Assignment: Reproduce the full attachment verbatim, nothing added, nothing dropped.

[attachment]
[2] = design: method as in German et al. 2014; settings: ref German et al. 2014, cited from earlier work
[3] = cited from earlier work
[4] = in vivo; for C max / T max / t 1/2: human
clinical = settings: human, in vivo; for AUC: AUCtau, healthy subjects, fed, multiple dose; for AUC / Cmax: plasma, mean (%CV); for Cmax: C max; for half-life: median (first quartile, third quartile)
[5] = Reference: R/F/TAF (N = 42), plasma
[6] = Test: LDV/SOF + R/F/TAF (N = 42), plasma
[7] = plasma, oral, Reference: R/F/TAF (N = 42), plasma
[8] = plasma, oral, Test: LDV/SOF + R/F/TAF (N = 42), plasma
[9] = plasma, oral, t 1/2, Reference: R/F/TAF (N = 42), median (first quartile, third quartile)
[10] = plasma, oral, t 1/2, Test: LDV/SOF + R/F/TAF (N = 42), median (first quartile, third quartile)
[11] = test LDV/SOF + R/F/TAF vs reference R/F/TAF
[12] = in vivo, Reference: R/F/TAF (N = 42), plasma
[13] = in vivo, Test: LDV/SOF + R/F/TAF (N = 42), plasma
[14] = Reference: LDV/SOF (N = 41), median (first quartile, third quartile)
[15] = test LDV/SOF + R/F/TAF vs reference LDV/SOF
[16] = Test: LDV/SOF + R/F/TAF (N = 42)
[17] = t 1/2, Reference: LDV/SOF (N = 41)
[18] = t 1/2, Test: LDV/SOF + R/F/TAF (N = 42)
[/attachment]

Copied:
[2] = design: method as in German et al. 2014; settings: ref German et al. 2014, cited from earlier work
[3] = cited from earlier work
[4] = in vivo; for C max / T max / t 1/2: human
clinical = settings: human, in vivo; for AUC: AUCtau, healthy subjects, fed, multiple dose; for AUC / Cmax: plasma, mean (%CV); for Cmax: C max; for half-life: median (first quartile, third quartile)
[5] = Reference: R/F/TAF (N = 42), plasma
[6] = Test: LDV/SOF + R/F/TAF (N = 42), plasma
[7] = plasma, oral, Reference: R/F/TAF (N = 42), plasma
[8] = plasma, oral, Test: LDV/SOF + R/F/TAF (N = 42), plasma
[9] = plasma, oral, t 1/2, Reference: R/F/TAF (N = 42), median (first quartile, third quartile)
[10] = plasma, oral, t 1/2, Test: LDV/SOF + R/F/TAF (N = 42), median (first quartile, third quartile)
[11] = test LDV/SOF + R/F/TAF vs reference R/F/TAF
[12] = in vivo, Reference: R/F/TAF (N = 42), plasma
[13] = in vivo, Test: LDV/SOF + R/F/TAF (N = 42), plasma
[14] = Reference: LDV/SOF (N = 41), median (first quartile, third quartile)
[15] = test LDV/SOF + R/F/TAF vs reference LDV/SOF
[16] = Test: LDV/SOF + R/F/TAF (N = 42)
[17] = t 1/2, Reference: LDV/SOF (N = 41)
[18] = t 1/2, Test: LDV/SOF + R/F/TAF (N = 42)